So Close to Home: A True Story of an American Family's Fight for Survival During World War II
Michael J. Tougias, Alison O'Leary
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A true story of men and women pitted against the sea during World War II―and an unforgettable portrait of the determination of the human spirit.
On May 19, 1942, a U-boat in the Gulf of Mexico stalked its prey fifty miles from New Orleans. Captained by twenty nine-year-old Iron Cross and King's Cross recipient Erich Wu¨rdemann, the submarine set its sights on the freighter Heredia with sixty-two souls on board.
Most aboard were merchant seamen, but there were also a handful of civilians, including the Downs family: Ray and Ina, and their two children, eight-year-old Sonny and eleven-year-old Lucille. Fast asleep in their berths, the Downs family had no idea that two torpedoes were heading their way. When the ship exploded, chaos ensued―and each family member had to find their own path to survival.
Including original, unpublished material from Commander Wu¨rdemann’s war diary, the story provides balance and perspective by chronicling the daring mission of the U-boat―and its commander’s decision-making―in the Gulf of Mexico.
An inspiring historical narrative, So Close to Home tells the story of the Downs family as they struggle against sharks, hypothermia, drowning, and dehydration in their effort to survive the aftermath of this deadly attack off the American coast.
eyes. Ina laughed and shook her head. “Once is enough. You’ve got quite a story to tell Terry when you get home.” By the next day, the storm had long since moved to the east and the air became still and sticky. Around noon, a crew member reported seeing something unusual in the ocean, far off the stern. This caused quite a commotion, and the passengers and crew alike all scanned the seas, wondering if the sighting could have been a U-boat. The men of the Naval Armed Guards did the same, using
blimps’ real value was in deterring submarines from surfacing. Catalina flying boats (the Consolidated PBY Catalina) were also used successfully as “protecting eyes” over merchant ships. Because they could land and take off from the water, they were especially useful in search and rescue. These various resources became increasingly effective in the second half of 1942. But now, in May 1942, when the Heredia was almost at safe port in New Orleans, effective defensive measures were few and far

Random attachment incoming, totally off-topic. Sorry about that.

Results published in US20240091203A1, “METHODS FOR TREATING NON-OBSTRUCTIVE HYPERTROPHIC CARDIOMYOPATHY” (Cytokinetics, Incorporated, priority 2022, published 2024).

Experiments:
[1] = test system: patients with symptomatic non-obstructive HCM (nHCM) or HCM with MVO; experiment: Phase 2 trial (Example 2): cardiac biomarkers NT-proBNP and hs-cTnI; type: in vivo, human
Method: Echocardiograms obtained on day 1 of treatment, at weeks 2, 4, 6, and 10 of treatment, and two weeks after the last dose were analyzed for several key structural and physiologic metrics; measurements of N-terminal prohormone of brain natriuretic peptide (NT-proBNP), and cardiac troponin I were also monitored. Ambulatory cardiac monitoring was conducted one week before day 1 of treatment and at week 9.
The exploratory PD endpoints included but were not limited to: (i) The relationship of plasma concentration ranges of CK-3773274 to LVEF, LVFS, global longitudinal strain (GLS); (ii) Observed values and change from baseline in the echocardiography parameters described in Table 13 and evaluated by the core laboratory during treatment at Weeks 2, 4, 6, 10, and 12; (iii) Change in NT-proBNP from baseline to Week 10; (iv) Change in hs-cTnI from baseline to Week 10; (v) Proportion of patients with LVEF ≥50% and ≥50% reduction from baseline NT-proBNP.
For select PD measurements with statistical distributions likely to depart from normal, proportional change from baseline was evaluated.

distance in the pitch black of night. More time went by. The sun had set, but the survivors could still differentiate between the horizon and the ocean in the twilight. Sonny had forgotten all about the sharks, but Ray hadn’t. Ray still scanned the dark ocean around the raft for any sign of a fin. He wondered what to do if a shark appeared and thought that should one come, he could use the strong light from a flare to scare it off. But with only two flares. . . . The prospect of another night
rubbed her and Ray the wrong way. They were hardworking Christians with a family, and they felt the other employees spent too much time imbibing. Ina poured out her frustration in a letter to her parents: “The people here are mostly English. They are rather hard to understand and I find some are snobs. They are all very, very friendly in a distant sort of way. They give you the feeling you are on the outside looking in and you are classed according to your husband’s job: rather like a caste
Both Ray and Terry took note of Sonny’s new-found talent, and wondered just how far it might take him. When Lucille graduated from high school she received a heartfelt letter from Roy Sorli and his wife, Heddy, congratulating her and reminding her that she had been a brave young lady. “The best of luck and may God’s blessing be with you as it was that night,” he wrote. In fact, Ina stayed in touch with the Sorlis for many years following the Heredia torpedoing. Lucille did not attend college